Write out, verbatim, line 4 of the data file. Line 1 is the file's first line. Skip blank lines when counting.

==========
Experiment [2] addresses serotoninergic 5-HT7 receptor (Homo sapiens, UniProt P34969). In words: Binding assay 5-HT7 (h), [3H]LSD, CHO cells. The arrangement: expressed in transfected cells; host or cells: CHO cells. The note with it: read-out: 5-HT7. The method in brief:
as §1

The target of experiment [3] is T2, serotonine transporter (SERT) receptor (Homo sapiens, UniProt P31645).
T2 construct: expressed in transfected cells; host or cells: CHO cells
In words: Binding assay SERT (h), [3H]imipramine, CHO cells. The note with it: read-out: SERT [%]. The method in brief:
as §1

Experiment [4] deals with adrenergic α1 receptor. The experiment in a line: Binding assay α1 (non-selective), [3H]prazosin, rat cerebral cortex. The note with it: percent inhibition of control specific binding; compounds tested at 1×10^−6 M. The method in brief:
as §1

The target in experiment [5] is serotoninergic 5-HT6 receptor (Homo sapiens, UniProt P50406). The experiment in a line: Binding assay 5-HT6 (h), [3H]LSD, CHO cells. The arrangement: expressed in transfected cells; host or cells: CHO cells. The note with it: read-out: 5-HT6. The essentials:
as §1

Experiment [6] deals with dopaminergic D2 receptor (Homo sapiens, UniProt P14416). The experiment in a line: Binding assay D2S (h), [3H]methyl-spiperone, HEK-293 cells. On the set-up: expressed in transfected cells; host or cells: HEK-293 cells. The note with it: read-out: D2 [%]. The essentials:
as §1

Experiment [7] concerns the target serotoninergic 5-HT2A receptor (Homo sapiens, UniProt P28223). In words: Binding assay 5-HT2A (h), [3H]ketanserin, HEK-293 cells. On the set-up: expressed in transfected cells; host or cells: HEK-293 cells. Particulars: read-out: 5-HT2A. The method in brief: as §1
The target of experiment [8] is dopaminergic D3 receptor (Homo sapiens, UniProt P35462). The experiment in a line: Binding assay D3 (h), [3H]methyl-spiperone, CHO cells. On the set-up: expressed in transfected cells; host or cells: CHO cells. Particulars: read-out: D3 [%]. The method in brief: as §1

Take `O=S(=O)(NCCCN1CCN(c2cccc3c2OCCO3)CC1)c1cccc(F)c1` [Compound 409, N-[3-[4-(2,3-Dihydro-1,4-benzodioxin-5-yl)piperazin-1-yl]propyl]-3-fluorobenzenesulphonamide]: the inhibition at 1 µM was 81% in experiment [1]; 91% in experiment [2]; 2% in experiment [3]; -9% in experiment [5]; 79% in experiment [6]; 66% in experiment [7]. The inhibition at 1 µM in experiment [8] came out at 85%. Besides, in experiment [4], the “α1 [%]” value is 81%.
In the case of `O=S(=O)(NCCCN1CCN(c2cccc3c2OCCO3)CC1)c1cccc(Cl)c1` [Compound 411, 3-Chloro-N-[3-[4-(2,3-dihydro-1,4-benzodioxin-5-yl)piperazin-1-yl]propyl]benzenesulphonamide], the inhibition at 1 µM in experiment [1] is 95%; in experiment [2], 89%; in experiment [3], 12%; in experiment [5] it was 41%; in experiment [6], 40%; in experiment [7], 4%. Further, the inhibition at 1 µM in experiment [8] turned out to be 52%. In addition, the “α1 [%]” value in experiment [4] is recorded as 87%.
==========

T2 construct: expressed in transfected cells; host or cells: CHO cells